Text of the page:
Our big challenge right now is getting rid of stuff. We've massively downsized from our big historic house in Albany to a little house in Corvallis. Wow, moving is wasteful! Plastic abstinence went out the window for the weekend of moving, that's for sure! I had to make a trade-off, because my green bamboo flooring I chose to install in our new home office was wrapped in plastic. Oh what a wonderful treat, when you unwrap it though! I had no idea bamboo had such an amazing smell. It's like a cedar forest - or maybe a bamboo forest? And it looks great too.

What I've learned through this move is that despite the fact that we have been living simply, buying used clothes and furniture or making our own, we've still accumulated too much stuff! Of the three R's, we've got the "reuse" and "recycle" down, but the reduce part is what we have to work on now. Freecycle, Craiglist, Goodwill, Habitat for Humanity, watch out, here we come!

On a positive note, I was able to ride my bike to work today. We've moved to Corvallis, 3.6 miles from my work just in time for national bike commute to work week. Yes! It feels great! High five, No Impact Man!

Saturday, August 21, 2010

Today, I was the bag lady. I got dragged a little begrudgingly to the store this morning, because we were out of cereal. I perked up walking through the door though, because there was a big rack of nice reusable bags for 99 cents each. I bought ten, got some cereal and dog food, and went to stand outside the door to hand out the bags. The responses were so interesting! The first guy was so shocked and happy. He had a plastic bag partially full of groceries and his other arm was awkwardly juggling some sort of small appliance in a box. He immediately stopped and tried to wrestle the appliance into the bag, so I helped him, and then he had long, handy straps to help him carry it more comfortably. He was very happy. Most of the people were really happy to get a nice free bag. Some of the people also asked for the mesh produce bags I was holding. Some people said no. Some were very suspicious. It's funny how jaded people get by the fact that everything in our society is supposedly for a profit or a scam. A few people had their own bags, and I thanked and praised them for remembering them. When I gave one guy a bag, he said, "Why?" I said, "Because I want you to use it." He held up his plastic bags and said, "At least I saved a tree." I spared him the lecture.

After giving away my last bag at the Albany store, I went home, got dressed and drove into Corvallis to do the same thing there. I bought twenty bags this time. My poor husband is sure this is going to break us, but I have to admit that it makes me feel great, and the more people rain on my parade, the more likely I am to need to do it some more.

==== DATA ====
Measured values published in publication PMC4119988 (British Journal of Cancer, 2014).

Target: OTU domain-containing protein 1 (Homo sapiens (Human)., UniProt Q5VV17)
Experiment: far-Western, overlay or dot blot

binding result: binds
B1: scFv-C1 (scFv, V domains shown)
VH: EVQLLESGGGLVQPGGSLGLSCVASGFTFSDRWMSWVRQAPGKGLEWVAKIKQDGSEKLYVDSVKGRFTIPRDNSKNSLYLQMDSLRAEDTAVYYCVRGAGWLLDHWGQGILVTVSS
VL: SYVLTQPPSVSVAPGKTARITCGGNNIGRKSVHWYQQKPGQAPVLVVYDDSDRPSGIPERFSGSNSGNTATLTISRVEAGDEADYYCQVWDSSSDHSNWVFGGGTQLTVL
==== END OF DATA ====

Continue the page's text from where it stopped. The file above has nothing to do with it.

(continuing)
Corvallis was more open to the bags, and many people there were walking in with their reusable bags and boxes. People were so excited to get reusable bags. They couldn't believe they were free. Several people said, "You're giving me something free? Sure, I'll take anything that's free!" One lady said, "Well, what's the catch?" No catch. "I mean, what's the gimmick?" No gimmick. Just next time you come to the store, please use it. A few people said, "No thank you," going into the store, but when they came out of the store, they said, "You're really just giving these to people for free?" Yes. "Okay, then, thanks, I do want one." Awesome. One lady thought the bag was so nice, she wanted to use it to carry things to her classroom at school, not for groceries. That's not really the point, but oh well. At least she won't be using plastic bags for that I guess.

The last bag is always the hardest for me, because I really feel like just this random lady standing there with a bag, suddenly offering it to an unsuspecting shopper. Who knows where it came from? Luckily, it feels stranger to me than it does to them. The last bag I gave in Corvallis was to a teenaged boy. I was worried he wouldn't take it, because a couple of young guys had been cheeky about not taking bags and intentionally coming back out carrying arms full of plastic bags to "show" me. But, he looked amazed, like I had given him a hug or something. When I was done, I just started walking down the street with that giddy happy feeling of randomly brightening the day of thirty total strangers (and the people who watched from their cars and cafe tables). It's a good way to bounce back from the things that weigh a person down.